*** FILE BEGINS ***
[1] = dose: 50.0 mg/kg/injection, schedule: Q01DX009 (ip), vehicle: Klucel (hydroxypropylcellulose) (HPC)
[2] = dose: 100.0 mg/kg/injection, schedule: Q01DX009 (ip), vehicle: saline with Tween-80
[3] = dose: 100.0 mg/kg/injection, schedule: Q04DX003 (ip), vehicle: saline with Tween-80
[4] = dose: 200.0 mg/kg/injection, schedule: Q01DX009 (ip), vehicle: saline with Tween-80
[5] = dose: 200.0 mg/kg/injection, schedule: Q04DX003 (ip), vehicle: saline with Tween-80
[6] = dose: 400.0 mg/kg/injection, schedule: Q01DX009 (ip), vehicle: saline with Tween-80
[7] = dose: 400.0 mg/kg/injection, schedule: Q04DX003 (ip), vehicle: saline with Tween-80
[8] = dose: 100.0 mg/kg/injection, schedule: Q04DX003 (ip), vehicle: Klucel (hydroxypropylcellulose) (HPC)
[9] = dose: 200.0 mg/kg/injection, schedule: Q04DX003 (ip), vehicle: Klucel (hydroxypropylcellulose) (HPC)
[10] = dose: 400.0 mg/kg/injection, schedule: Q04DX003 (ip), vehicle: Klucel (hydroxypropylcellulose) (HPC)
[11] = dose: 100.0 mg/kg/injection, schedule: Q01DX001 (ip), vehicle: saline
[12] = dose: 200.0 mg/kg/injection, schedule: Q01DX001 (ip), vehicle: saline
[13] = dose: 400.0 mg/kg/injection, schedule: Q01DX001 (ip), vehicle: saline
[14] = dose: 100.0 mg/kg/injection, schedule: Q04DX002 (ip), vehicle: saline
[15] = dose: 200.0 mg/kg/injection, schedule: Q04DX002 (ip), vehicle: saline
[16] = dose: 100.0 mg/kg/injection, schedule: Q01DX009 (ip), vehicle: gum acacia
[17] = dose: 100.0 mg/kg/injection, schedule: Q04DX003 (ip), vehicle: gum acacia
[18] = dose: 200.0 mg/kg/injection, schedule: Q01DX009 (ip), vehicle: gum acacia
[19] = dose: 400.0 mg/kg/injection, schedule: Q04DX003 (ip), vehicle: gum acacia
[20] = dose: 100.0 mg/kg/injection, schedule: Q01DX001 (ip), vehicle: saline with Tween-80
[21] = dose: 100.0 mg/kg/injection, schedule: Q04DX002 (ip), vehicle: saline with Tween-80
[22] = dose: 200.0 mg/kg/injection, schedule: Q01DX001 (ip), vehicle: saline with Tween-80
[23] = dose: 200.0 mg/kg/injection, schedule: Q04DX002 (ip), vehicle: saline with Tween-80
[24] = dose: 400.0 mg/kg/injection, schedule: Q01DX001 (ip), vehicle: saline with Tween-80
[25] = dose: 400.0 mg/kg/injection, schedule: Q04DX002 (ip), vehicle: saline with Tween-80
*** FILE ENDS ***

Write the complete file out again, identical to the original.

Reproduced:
[1] = dose: 50.0 mg/kg/injection, schedule: Q01DX009 (ip), vehicle: Klucel (hydroxypropylcellulose) (HPC)
[2] = dose: 100.0 mg/kg/injection, schedule: Q01DX009 (ip), vehicle: saline with Tween-80
[3] = dose: 100.0 mg/kg/injection, schedule: Q04DX003 (ip), vehicle: saline with Tween-80
[4] = dose: 200.0 mg/kg/injection, schedule: Q01DX009 (ip), vehicle: saline with Tween-80
[5] = dose: 200.0 mg/kg/injection, schedule: Q04DX003 (ip), vehicle: saline with Tween-80
[6] = dose: 400.0 mg/kg/injection, schedule: Q01DX009 (ip), vehicle: saline with Tween-80
[7] = dose: 400.0 mg/kg/injection, schedule: Q04DX003 (ip), vehicle: saline with Tween-80
[8] = dose: 100.0 mg/kg/injection, schedule: Q04DX003 (ip), vehicle: Klucel (hydroxypropylcellulose) (HPC)
[9] = dose: 200.0 mg/kg/injection, schedule: Q04DX003 (ip), vehicle: Klucel (hydroxypropylcellulose) (HPC)
[10] = dose: 400.0 mg/kg/injection, schedule: Q04DX003 (ip), vehicle: Klucel (hydroxypropylcellulose) (HPC)
[11] = dose: 100.0 mg/kg/injection, schedule: Q01DX001 (ip), vehicle: saline
[12] = dose: 200.0 mg/kg/injection, schedule: Q01DX001 (ip), vehicle: saline
[13] = dose: 400.0 mg/kg/injection, schedule: Q01DX001 (ip), vehicle: saline
[14] = dose: 100.0 mg/kg/injection, schedule: Q04DX002 (ip), vehicle: saline
[15] = dose: 200.0 mg/kg/injection, schedule: Q04DX002 (ip), vehicle: saline
[16] = dose: 100.0 mg/kg/injection, schedule: Q01DX009 (ip), vehicle: gum acacia
[17] = dose: 100.0 mg/kg/injection, schedule: Q04DX003 (ip), vehicle: gum acacia
[18] = dose: 200.0 mg/kg/injection, schedule: Q01DX009 (ip), vehicle: gum acacia
[19] = dose: 400.0 mg/kg/injection, schedule: Q04DX003 (ip), vehicle: gum acacia
[20] = dose: 100.0 mg/kg/injection, schedule: Q01DX001 (ip), vehicle: saline with Tween-80
[21] = dose: 100.0 mg/kg/injection, schedule: Q04DX002 (ip), vehicle: saline with Tween-80
[22] = dose: 200.0 mg/kg/injection, schedule: Q01DX001 (ip), vehicle: saline with Tween-80
[23] = dose: 200.0 mg/kg/injection, schedule: Q04DX002 (ip), vehicle: saline with Tween-80
[24] = dose: 400.0 mg/kg/injection, schedule: Q01DX001 (ip), vehicle: saline with Tween-80
[25] = dose: 400.0 mg/kg/injection, schedule: Q04DX002 (ip), vehicle: saline with Tween-80